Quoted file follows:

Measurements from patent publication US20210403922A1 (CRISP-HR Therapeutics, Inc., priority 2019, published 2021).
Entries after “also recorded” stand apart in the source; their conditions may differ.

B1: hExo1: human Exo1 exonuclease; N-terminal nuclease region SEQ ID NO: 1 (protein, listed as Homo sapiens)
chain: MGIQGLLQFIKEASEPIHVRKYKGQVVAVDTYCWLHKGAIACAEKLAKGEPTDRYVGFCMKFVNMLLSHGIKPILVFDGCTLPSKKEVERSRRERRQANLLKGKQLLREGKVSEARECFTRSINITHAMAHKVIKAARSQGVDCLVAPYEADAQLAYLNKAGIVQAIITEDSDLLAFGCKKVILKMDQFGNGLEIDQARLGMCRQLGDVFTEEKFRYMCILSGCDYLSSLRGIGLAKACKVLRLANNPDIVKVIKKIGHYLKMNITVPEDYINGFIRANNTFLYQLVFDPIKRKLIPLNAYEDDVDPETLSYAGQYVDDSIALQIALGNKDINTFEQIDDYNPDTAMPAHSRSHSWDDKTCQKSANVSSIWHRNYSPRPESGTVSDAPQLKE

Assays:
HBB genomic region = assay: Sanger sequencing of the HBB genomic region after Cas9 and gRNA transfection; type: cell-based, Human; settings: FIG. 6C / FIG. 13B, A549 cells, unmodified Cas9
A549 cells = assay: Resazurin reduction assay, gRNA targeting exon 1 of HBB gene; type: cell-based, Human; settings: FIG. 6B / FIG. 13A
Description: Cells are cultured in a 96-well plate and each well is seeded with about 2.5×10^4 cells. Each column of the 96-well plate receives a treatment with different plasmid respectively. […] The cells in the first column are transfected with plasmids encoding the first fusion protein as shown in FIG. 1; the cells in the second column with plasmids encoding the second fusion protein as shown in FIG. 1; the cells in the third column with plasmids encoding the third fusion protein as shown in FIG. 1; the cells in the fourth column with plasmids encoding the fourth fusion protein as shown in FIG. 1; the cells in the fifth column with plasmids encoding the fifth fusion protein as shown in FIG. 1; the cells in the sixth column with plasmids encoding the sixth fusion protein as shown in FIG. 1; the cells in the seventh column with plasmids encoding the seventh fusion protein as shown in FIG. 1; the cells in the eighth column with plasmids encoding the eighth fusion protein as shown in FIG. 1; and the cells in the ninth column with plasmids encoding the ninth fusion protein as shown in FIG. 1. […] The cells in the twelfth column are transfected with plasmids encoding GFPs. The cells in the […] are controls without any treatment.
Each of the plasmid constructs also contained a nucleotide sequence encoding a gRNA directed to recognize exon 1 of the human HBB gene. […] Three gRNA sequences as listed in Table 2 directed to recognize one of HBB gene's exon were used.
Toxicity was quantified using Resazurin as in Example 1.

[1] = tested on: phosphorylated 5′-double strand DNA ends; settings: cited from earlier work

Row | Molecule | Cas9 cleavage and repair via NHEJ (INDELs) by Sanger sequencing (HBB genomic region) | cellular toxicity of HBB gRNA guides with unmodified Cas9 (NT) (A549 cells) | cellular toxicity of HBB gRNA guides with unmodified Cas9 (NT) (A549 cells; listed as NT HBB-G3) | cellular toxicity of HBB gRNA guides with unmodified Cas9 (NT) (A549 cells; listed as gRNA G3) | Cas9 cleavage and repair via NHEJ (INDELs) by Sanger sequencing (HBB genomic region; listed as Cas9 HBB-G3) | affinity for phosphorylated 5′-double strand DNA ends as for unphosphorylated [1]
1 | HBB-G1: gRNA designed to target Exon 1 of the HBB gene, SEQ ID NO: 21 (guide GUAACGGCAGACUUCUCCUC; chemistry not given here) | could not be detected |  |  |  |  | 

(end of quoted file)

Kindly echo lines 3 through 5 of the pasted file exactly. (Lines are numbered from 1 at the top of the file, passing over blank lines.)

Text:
B1: hExo1: human Exo1 exonuclease; N-terminal nuclease region SEQ ID NO: 1 (protein, listed as Homo sapiens)
chain: MGIQGLLQFIKEASEPIHVRKYKGQVVAVDTYCWLHKGAIACAEKLAKGEPTDRYVGFCMKFVNMLLSHGIKPILVFDGCTLPSKKEVERSRRERRQANLLKGKQLLREGKVSEARECFTRSINITHAMAHKVIKAARSQGVDCLVAPYEADAQLAYLNKAGIVQAIITEDSDLLAFGCKKVILKMDQFGNGLEIDQARLGMCRQLGDVFTEEKFRYMCILSGCDYLSSLRGIGLAKACKVLRLANNPDIVKVIKKIGHYLKMNITVPEDYINGFIRANNTFLYQLVFDPIKRKLIPLNAYEDDVDPETLSYAGQYVDDSIALQIALGNKDINTFEQIDDYNPDTAMPAHSRSHSWDDKTCQKSANVSSIWHRNYSPRPESGTVSDAPQLKE

Assays: